What This Former Bully Had to Say Will Change Your Mind About All Bullies

A new campaign wants to turn young girls’ self-doubt into self-worth.
Jul 30, 2014·
Kristina Bravo is Assistant Editor at TakePart.

Nobody likes a bully. We don’t root for the Nelsons and the Regina Georges of the world. And we don’t often hear from girls like Mariah, who was a real-life mean girl—until Jasmine, her target, finally spoke up.

“I remember pushing her and calling her names,” says Mariah in the video. Then one day, Jasmine simply asked her why.

“At that moment, I realized that it was because I was bullied myself. I had nobody to talk to, and so I used that anger inside of me to take it out on other people.”

Federal officials estimate that more than 25 percent of American students are bullied every year. According to a 2014 study from the Centers for Disease Control and Prevention, both the bullied and the bullies are more likely to think about or commit suicide.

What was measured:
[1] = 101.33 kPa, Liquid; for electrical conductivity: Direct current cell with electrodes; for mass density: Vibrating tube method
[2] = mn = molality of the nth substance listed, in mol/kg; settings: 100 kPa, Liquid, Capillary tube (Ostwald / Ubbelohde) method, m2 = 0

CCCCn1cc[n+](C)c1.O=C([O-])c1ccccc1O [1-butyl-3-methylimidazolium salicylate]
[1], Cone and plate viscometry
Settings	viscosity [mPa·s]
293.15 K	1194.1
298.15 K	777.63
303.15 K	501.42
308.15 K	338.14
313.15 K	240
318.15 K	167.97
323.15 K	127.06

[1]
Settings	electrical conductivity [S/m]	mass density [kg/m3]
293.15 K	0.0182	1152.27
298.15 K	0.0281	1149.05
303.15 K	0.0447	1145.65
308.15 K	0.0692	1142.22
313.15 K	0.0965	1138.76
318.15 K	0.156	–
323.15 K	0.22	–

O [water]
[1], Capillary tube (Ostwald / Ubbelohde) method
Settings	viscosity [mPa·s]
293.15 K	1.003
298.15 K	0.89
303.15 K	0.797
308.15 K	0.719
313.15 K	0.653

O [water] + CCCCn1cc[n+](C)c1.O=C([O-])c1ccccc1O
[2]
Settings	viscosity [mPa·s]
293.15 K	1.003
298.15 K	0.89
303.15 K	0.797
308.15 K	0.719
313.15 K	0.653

This video—produced as part of "Words," a campaign launched by the organization I Am That Girl, which encourages girls to realize their self-worth—brings up a point rarely talked about. As states criminalize bullies, it’s often forgotten that bullying is rooted in deeper personal issues. Bullies need help too.

Mariah and Jasmine have since become close friends, a testament to what words can do.

“It helped me heal from all the times I have been bullied,” says Mariah. “She inspired me to dream up a new way of being.”

Watch more videos from the "Words" campaign here.